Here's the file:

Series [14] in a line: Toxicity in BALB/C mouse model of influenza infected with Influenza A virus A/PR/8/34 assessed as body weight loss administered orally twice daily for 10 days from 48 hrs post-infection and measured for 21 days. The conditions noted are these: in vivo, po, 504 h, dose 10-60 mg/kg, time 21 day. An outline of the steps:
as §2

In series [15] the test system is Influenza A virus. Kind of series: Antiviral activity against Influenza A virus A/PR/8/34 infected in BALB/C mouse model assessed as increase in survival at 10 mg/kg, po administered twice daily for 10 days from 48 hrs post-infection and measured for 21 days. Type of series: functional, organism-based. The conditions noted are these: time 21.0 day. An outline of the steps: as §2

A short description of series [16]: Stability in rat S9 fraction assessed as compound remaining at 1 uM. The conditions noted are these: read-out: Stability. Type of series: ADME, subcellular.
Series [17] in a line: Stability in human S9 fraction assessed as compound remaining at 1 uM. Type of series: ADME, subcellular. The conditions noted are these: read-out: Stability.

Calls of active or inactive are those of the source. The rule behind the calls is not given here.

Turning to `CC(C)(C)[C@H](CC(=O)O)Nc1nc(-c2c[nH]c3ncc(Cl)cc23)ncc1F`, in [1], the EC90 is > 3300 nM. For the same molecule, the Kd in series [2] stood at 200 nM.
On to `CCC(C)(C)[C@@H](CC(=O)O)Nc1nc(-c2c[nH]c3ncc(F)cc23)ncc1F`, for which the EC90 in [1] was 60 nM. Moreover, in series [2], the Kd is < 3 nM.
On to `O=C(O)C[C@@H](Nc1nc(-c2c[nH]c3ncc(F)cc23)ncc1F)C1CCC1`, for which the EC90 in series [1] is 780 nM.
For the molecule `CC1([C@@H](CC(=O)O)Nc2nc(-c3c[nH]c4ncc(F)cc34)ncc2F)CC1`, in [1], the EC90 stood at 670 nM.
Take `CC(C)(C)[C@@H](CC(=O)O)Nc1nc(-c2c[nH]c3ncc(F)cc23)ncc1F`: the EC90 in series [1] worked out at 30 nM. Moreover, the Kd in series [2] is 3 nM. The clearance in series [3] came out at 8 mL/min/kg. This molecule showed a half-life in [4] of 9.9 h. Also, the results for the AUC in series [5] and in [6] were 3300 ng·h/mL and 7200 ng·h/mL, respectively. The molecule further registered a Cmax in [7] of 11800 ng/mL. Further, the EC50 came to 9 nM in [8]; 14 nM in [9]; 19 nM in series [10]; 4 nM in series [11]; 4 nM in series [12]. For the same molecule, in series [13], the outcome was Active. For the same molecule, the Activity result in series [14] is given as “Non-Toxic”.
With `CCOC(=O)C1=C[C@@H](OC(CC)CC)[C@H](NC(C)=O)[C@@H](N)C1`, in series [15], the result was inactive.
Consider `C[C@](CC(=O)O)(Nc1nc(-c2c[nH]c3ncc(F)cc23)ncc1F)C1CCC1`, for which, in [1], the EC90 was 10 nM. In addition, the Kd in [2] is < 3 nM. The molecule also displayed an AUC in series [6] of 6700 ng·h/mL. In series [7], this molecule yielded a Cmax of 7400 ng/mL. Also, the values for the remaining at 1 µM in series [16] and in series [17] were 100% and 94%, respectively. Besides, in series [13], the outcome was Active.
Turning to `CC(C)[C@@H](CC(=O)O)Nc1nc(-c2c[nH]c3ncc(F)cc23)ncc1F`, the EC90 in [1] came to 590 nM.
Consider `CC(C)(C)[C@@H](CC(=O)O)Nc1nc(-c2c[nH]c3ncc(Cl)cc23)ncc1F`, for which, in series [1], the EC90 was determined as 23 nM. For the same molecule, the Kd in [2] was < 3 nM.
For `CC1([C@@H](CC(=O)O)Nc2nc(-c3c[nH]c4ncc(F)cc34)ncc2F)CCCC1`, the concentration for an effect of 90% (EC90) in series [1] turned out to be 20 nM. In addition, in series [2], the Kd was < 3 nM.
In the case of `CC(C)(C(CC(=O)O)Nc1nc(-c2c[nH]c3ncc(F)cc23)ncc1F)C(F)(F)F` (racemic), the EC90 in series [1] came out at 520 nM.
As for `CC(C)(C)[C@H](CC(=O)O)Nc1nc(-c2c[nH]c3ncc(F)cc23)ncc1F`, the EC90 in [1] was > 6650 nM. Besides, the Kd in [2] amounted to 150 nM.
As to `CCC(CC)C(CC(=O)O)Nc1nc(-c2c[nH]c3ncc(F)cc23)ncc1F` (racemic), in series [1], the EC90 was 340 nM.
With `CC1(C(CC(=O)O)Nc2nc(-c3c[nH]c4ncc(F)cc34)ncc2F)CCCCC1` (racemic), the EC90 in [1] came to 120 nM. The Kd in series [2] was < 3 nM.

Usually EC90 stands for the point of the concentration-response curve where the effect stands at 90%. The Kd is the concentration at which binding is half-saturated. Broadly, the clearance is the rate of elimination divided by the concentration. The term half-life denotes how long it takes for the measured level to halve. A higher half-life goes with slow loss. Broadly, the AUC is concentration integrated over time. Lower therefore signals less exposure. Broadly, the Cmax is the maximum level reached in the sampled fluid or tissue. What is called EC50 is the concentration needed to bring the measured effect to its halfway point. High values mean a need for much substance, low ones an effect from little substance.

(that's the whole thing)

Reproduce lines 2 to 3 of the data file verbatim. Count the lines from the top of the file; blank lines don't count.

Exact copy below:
as §2

In series [15] the test system is Influenza A virus. Kind of series: Antiviral activity against Influenza A virus A/PR/8/34 infected in BALB/C mouse model assessed as increase in survival at 10 mg/kg, po administered twice daily for 10 days from 48 hrs post-infection and measured for 21 days. Type of series: functional, organism-based. The conditions noted are these: time 21.0 day. An outline of the steps: as §2